Child Labor in America 100 Years Ago

At the start of the 20th century, labor in America was in short supply, and laws concerning the employment of children were rarely enforced or nonexistent. While Americans at the time supported the role of children working on family farms, there was little awareness of the other forms of labor being undertaken by young hands. In 1908, photographer Lewis Hine was employed by the newly-founded National Child Labor Committee (NCLC) to document child laborers and their workplaces nationwide. His well-made portraits of young miners, mill workers, cotton pickers, cigar rollers, newsboys, pin boys, oyster shuckers, and factory workers put faces on the issue, and were used by reformers to raise awareness and drive legislation that would protect young workers or prohibit their employment. After several stalled attempts in congress, the NCLC-backed Fair Labor Standards Act passed in 1938 with child labor provisions that remain the law of the land today, barring the employment of anyone under the age of 16.

Read more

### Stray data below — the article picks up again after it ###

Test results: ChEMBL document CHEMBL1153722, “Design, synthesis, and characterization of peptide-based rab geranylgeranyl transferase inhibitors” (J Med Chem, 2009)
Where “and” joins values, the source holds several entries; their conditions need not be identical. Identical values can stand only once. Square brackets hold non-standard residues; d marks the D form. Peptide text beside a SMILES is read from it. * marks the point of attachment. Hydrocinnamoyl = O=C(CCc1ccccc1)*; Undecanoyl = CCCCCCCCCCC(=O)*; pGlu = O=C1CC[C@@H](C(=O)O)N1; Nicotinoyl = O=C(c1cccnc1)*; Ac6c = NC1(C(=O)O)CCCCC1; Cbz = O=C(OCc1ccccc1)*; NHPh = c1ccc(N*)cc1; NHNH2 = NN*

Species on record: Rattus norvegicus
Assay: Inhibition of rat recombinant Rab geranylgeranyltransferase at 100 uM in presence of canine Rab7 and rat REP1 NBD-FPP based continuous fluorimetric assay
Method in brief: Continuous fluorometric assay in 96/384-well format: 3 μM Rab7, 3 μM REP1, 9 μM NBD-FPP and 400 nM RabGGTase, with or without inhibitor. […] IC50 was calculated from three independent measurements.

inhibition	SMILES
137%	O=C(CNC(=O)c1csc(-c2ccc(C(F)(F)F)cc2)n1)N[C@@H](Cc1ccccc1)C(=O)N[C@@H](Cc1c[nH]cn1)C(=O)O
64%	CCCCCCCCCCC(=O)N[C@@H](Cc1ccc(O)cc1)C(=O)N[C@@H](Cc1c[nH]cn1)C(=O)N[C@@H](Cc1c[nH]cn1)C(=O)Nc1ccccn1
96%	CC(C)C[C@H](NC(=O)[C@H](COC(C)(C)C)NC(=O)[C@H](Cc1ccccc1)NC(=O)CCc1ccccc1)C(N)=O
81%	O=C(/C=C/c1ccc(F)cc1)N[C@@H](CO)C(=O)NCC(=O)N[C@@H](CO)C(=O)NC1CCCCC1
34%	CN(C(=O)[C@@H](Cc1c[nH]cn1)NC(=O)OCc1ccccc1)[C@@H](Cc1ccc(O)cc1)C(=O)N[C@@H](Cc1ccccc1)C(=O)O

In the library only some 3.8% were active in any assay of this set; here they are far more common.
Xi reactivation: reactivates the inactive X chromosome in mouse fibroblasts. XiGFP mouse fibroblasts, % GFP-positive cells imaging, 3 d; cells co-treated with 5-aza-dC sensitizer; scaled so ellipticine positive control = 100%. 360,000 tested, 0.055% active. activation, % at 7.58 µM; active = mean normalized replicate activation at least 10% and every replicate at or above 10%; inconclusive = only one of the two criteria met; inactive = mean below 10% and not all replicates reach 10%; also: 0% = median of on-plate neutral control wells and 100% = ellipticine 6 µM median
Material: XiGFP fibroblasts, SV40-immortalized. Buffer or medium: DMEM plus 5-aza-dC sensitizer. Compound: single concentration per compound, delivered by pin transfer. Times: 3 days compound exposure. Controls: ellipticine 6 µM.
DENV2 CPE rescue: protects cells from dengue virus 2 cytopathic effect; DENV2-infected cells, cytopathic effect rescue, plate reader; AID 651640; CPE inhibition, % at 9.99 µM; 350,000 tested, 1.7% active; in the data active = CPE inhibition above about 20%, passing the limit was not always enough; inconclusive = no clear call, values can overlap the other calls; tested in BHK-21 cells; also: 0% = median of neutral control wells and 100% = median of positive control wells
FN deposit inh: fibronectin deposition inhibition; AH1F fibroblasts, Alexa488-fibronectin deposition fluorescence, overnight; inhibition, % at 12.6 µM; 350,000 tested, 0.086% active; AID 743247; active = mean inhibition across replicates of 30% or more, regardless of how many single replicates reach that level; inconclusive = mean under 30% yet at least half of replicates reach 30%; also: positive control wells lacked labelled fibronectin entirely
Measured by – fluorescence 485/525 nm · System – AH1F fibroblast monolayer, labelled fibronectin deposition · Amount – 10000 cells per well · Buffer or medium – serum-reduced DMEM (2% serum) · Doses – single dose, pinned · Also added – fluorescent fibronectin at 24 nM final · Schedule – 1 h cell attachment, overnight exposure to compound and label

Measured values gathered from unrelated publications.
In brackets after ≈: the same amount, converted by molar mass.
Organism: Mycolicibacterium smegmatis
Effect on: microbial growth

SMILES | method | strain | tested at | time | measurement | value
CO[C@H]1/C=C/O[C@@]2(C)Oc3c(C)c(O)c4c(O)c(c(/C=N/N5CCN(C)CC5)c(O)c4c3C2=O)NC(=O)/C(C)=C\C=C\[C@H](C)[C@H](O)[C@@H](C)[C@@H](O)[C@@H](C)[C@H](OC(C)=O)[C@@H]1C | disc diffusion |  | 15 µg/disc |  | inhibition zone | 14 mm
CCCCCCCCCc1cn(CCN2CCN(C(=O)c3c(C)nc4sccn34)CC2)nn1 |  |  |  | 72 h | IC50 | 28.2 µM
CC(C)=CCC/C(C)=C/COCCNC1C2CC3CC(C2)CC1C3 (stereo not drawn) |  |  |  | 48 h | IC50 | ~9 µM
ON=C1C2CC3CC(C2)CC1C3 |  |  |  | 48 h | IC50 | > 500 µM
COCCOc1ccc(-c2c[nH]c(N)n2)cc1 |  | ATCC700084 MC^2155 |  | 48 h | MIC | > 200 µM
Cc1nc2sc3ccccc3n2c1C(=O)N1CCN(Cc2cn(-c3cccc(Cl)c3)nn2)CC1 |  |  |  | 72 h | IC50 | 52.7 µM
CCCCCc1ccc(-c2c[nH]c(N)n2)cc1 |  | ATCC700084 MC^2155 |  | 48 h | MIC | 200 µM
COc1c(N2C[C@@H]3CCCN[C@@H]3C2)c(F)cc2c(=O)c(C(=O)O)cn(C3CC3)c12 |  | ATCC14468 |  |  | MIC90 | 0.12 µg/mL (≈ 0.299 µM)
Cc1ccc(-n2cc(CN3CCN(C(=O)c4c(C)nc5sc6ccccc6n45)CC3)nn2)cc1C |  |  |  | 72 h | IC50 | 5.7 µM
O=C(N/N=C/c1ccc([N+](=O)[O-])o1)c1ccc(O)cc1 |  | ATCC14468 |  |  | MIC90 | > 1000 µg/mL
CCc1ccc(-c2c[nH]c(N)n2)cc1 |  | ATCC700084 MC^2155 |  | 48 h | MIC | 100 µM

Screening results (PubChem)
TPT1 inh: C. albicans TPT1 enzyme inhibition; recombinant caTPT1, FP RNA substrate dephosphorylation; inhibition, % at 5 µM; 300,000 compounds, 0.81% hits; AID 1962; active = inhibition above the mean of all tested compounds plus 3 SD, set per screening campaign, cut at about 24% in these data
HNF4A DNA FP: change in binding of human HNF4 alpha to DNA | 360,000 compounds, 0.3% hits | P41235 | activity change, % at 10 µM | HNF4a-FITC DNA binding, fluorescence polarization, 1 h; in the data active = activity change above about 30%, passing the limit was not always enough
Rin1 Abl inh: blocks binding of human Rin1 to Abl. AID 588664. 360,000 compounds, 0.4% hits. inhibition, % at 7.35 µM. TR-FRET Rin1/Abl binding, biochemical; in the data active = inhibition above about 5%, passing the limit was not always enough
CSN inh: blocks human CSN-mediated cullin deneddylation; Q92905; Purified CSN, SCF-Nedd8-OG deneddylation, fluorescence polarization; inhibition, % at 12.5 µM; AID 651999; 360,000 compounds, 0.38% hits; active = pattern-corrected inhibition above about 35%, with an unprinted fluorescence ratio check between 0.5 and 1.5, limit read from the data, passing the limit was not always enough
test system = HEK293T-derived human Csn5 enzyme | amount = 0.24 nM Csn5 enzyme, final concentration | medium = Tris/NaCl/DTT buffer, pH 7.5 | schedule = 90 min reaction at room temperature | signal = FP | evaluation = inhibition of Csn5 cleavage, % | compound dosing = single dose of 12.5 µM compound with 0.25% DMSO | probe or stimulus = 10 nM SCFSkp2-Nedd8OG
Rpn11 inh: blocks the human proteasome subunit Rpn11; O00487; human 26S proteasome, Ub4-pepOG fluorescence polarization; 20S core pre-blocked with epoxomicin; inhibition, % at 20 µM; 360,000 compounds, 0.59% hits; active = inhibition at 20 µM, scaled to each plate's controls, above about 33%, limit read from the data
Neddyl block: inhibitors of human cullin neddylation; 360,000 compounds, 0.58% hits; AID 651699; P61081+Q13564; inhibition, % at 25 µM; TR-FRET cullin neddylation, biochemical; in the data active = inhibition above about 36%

Hints: View this page full screen. Skip to the next and previous photo by typing j/k or ←/→.

Most Recent

  • Fiona Goodall / Getty for Lumix

    A Visit to Tuvalu, Surrounded by the Rising Pacific

    Fiona Goodall, a photographer working with Getty Images, recently visited the tiny South Pacific island nation of Tuvalu, a country battling rising sea levels with limited resources.

  • Peter Morgan / Reuters

    Photos: 15 Years Since the 2003 Northeast Blackout

    On August 14, 2003, more than 50 million people across eight U.S. states and parts of Canada were left without power for days in the most widespread blackout in North American history.

  • FTCS (SS) Bob Nguyen / U.S. Navy

    Photos of the Week: Robot Cat, Purple Water, Tunnel of Love

    Missiles fly between Israel and Gaza, dizzying views in Hong Kong, a migrant family is reunited in Guatemala, a boisterous rodeo in Australia, wildfires intensify in California, and much more.

  • Tatan Syuflana / AP

    Images From the Lombok Island Earthquake

    On the Indonesian island of Lombok, near Bali, at least 250 deaths and many hundreds of injuries have been reported, and tens of thousands have been left homeless.